On the other hand, John Romita talks about making changes to Robert Kanigher's scripts when working at DC in this interview. That fits with my argument if he did the lettering himself, but he also talks in the interview about DC having the best lettering at the time, which implies otherwise. I suppose he might've pencilled in the words on the page as a guide to the letterer, or written corrections on the script before sending the script and the art to the letterer.

My impression of S&K was that they worked like a "shop", and supplied finished comics to whichever publisher they worked with. I think the only part they didn't do was the coloring. But they did hire their own letterers.

 

There was a LOT of resentment at DC over S&K's treatment in the early 40's.  They got higher page rates, I think they got royalties, and they got their names plastered on the covers of the comics.

I've seen some '60s pages by Kirby (on the Internet) and he did write brief notes on the side. It didn't appear that he was trying to script anything. And what I found amusing is that whatever he was talking about, the dialogue was talking about something else. That is to say, Kirby was describing the action, but the dialogue would be sad thought balloons about a romantic subplot that, in retrospect, I realized never appeared in the art.
Henry R. Kujawa said:

"Either their strategy is inscrutable to me or they're not very good at it."

 

Umm... the latter, I think.


I'm going to go with, "None of the above" if you don't mind.

I think that the idea that every comic (or even every #1) has to be totally understandable to a new reader is a terrible self-defeating myth. The only thing every comic book needs is the ability to bring the reader back for one more issue.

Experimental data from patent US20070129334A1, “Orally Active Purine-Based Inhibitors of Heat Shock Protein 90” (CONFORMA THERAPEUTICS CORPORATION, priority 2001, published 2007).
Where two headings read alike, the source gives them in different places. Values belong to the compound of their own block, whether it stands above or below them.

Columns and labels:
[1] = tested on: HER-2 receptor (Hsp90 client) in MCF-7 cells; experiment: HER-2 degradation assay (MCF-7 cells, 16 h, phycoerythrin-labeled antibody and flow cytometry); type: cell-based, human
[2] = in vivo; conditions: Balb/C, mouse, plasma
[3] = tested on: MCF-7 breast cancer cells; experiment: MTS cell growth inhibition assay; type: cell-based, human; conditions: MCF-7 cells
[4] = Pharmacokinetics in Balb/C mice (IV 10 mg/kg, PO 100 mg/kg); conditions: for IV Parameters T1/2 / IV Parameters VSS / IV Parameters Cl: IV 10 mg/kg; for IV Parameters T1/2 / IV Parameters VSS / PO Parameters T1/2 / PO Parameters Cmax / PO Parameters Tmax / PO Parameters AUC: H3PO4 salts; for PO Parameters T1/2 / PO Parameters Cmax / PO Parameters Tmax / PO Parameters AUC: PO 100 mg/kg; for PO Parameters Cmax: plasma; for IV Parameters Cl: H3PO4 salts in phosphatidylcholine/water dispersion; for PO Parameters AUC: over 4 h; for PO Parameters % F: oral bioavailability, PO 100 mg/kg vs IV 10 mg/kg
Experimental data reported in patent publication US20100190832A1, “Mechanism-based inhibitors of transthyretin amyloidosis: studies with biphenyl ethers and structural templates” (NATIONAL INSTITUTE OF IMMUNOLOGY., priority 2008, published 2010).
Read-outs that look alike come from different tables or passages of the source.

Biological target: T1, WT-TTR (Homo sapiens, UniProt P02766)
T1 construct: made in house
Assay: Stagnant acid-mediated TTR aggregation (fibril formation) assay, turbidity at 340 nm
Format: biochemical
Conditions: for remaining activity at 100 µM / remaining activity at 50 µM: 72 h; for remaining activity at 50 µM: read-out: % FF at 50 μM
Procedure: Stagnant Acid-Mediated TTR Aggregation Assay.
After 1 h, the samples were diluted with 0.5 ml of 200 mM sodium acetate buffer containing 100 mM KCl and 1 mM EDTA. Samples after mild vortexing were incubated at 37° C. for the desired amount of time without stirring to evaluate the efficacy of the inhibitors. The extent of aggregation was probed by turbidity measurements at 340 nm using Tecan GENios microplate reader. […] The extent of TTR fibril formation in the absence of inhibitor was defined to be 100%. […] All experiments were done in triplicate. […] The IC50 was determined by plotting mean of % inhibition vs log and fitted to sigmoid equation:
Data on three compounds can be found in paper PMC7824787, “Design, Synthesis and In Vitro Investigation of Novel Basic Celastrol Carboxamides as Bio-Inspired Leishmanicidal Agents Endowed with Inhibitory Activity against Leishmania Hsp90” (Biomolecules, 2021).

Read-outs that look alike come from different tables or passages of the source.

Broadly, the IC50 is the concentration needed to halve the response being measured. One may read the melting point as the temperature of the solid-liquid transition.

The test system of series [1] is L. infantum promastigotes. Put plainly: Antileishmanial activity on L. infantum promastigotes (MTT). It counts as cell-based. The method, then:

I used to believe the opposite though. "Done in One! Every issue is someone's first issue!" were both things I agreed with and repeated often. Until I opened my store.

I talk to hundreds of people about comics each week. I have yet to talk to a customer who told me their first exposure to serialized comics was a #1 of something. (One exception: the Watchmen TP has been cited as the first comic several people ever read. I think that's an awful first comic to read, but horse races and all.) In fact, the series that gets most often cited to me by the under-30 crowd is Infinity Gauntlet, and almost always it's issue #2 or #3 or #5. This was a series involving a cast of dozens of characters, that had many, many comics- some as old as 20 years old- that many would list as "required reading" before tackling the mini series #1. Even among the older comics customers I've talked to, they more often than not cite their first comics as being something like CoIE #4 or Amazing Spider-Man #43. The thing that all people who started reading comics young have in common is that they not only had no problem with the idea that there were comics in that series before (that might have critical info to fully "get" the one they're reading), but reading those comics made them want to read more. For some, getting the next issue was paramount. For others, they wanted to read what went before as much or more than what happened after.

What I've been seeing for the past month is people who haven't ever read comics before coming in and saying things like, "I don't know anything about this Swamp Thing character, but reading #1 makes me want to read more!" and "All I know about Green Lantern is from that movie, but these Red Lanterns look awesome! Sign me up!"

Now were there DC relaunch titles that were terrible? There sure were. (I'm looking at you, Legion Lost.) The important question is, are they getting people excited about reading comics?

And they sure are.


"Outside of a dog, a book is man's best friend. Inside of a dog, it's too dark to read." -Groucho Marx